We may have all heard the quip about patients in a mental institution. It goes: “We’re all here because we’re not all there.” The mind is the most important component of the human body. Without a sound mind human beings simply cannot function properly. How we think directly relates to what we think. In brief, how and what we think are essential to happiness and a successful life. One may wonder why so many people lack the ability to think things through without allowing emotions to rule. Or why they don’t realize what the consequences of wrong decisions can do to them.
From the Bible perspective, the mind of man is far inferior to that of God. God’s mind is on a level beyond human comprehension, yet He reveals in His Word enough of His thinking to give us an insight of what we lack. The Scripture states: “For my thoughts are not your thoughts, neither are your ways my ways, saith the Lord. For as the heavens are higher than the earth, so are my ways higher than your ways, and my thoughts than your thoughts” (Isa. 55:8–9). The fact is: There is something fundamentally lacking in the human mind. The Bible says: “The heart is deceitful above all things, and desperately wicked: who can know it?” (Jer. 17:9). How we think often results in how we act. To be pleasing to God the human mind must be changed. We are told: “That ye put off concerning the former [conduct] the old man, which is corrupt according to the deceitful lusts; And be renewed in the spirit of your mind; And that ye put on the new man, which after God is created in righteousness and true holiness” (Eph. 4:22–24). What, then, is wrong with the human mind—that is, with the nature of the old man that is often influenced by the mind?
For one thing, human beings tend to be self-centered. They look out for their own interests often at the expense of others. The Apostle Paul said there would be perilous times in the last days, and the primary characteristic is, “. . . Men shall be lovers of their own selves, covetous . . . ” (2 Tim. 3:2). The tenth commandment forbids coveting, and in the New Testament, the Apostle Paul wrote, “. . . I had not known lust, except the law had said, Thou shalt not covet” (Rom. 7:7). The desire to have unlawful things, or to lust for what other people possess, is endemic in the world today. It has been stated that the origin of war begins with theft. Theft is to a large degree motivated by coveting. It is one of the sins of human nature and has its origin in the mind.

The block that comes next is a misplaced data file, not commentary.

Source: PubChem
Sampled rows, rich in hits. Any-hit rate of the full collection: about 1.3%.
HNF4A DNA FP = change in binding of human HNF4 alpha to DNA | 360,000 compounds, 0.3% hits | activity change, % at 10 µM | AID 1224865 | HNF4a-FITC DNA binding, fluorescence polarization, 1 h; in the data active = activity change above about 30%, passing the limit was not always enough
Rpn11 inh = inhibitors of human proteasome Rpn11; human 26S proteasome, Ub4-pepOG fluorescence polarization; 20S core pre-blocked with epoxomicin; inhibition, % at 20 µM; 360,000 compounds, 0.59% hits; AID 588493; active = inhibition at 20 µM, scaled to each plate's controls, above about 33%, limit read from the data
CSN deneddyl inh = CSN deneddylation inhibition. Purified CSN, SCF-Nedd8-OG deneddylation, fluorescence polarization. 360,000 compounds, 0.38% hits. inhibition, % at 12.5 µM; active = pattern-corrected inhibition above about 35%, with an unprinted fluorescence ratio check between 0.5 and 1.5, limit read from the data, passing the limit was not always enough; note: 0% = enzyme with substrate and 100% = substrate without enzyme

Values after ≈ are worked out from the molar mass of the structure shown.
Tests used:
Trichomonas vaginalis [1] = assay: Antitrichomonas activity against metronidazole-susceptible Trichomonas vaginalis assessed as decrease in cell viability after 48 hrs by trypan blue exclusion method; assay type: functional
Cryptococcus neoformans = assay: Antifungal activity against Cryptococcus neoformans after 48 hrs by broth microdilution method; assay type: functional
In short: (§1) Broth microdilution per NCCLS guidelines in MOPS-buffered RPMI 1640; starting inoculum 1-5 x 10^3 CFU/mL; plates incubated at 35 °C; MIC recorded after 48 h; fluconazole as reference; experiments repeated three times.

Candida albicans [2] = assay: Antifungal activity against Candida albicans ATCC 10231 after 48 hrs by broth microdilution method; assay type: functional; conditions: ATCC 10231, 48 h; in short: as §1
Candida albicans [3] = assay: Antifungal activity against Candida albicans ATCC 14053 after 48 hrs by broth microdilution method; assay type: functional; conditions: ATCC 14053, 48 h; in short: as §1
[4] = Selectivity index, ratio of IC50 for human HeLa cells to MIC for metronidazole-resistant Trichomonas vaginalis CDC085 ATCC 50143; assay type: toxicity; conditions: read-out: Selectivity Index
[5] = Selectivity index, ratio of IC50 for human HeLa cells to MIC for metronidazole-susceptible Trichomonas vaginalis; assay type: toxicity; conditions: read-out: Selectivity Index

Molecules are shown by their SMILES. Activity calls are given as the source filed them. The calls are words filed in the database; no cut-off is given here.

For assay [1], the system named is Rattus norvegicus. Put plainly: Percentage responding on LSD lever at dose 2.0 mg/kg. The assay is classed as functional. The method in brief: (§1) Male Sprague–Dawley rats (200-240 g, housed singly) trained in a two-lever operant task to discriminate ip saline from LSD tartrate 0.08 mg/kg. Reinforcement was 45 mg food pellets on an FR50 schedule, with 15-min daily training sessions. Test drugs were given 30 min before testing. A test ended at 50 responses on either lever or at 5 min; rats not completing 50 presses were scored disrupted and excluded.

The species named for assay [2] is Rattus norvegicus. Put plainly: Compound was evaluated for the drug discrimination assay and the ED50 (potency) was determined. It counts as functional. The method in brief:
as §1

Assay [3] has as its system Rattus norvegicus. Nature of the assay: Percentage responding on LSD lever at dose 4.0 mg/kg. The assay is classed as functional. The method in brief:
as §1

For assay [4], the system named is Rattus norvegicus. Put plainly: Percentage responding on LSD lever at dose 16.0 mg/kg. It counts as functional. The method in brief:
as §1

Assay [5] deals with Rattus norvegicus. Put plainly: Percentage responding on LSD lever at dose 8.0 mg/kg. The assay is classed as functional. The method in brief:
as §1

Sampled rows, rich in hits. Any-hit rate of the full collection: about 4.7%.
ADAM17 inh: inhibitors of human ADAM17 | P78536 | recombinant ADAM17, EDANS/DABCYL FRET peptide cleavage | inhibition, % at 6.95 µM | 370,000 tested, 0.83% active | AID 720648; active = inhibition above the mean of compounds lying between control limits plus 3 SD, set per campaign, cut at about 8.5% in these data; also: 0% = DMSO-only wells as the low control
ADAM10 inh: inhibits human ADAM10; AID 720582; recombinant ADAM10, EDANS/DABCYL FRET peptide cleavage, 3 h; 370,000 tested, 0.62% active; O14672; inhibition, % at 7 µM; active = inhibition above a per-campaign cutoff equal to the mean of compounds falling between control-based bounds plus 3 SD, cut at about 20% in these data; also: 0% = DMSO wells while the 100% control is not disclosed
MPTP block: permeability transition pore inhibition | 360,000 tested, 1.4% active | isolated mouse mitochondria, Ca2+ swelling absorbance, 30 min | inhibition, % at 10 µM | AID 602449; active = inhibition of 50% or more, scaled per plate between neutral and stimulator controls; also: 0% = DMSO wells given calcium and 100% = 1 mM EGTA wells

Also, human nature is antagonistic toward the Law of God. This is why the Apostle Paul wrote: “. . . The carnal mind is enmity against God: for it is not subject to the law of God, neither indeed can be. So then they that are in the flesh cannot please God” (Rom. 8:7–8). The book of Proverbs tells us: “Every way of a man is right in his own eyes. . . ” (Prov. 21:2). What then is the result of men believing they are always right? The answer: “There is a way which seemeth right unto a man, but the end thereof are the ways of death” (Prov. 14:12). Misery and agony have been caused by world leaders who believe they are right and cause millions to suffer and die. In the sight of God these world leaders are fools. Why? “The way of a fool is right in his own eyes: but he that hearkeneth unto counsel is wise” (Prov 12:15). But they don’t want any counsel from God. God states: “They would none of my counsel: they despised all my reproof. Therefore shall they eat of the fruit of their own way, and be filled with their own devices” (Prov. 1:30–31). Why do men act this way? The answer: Counsel from God would require them to change their ways, but they, being antagonistic toward God, refuse to even consider it.